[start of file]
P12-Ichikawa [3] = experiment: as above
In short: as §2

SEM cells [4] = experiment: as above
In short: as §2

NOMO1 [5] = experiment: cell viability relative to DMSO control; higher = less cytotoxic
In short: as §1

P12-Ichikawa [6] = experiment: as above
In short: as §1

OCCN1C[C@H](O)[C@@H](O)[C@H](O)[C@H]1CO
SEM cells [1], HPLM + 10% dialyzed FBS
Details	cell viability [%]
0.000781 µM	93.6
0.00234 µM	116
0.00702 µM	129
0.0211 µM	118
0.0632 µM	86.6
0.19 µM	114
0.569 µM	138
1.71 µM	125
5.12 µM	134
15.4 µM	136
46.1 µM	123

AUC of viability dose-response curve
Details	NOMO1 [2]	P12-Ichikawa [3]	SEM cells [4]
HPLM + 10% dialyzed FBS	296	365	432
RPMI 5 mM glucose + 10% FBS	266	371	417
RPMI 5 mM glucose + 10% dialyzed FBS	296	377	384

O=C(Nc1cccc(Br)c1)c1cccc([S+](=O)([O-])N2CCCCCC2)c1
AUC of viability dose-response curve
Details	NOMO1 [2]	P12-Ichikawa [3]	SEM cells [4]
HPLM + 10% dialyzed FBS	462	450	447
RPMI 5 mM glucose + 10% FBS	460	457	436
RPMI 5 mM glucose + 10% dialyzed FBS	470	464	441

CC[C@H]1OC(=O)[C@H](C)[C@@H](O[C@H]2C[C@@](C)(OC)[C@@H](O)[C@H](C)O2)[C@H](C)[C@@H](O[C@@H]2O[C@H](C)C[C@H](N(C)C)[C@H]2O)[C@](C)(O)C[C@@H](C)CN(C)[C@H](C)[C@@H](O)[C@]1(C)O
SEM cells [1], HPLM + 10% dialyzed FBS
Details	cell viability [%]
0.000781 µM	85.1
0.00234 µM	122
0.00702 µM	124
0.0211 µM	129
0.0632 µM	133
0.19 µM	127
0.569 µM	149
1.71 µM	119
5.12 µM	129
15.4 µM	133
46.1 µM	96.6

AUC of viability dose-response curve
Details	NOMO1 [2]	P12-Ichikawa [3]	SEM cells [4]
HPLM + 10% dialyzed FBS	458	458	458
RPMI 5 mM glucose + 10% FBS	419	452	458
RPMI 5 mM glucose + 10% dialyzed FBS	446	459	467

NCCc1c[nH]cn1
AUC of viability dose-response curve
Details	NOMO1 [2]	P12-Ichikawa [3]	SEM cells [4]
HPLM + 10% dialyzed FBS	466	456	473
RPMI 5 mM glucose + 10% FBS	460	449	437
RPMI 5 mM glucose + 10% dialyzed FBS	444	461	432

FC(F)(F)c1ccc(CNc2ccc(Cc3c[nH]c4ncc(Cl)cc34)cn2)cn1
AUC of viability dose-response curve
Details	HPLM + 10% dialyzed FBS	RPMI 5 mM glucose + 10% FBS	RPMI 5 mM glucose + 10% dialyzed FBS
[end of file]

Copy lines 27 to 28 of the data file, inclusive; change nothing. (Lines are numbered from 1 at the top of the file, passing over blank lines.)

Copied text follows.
RPMI 5 mM glucose + 10% dialyzed FBS	296	377	384

O=C(Nc1cccc(Br)c1)c1cccc([S+](=O)([O-])N2CCCCCC2)c1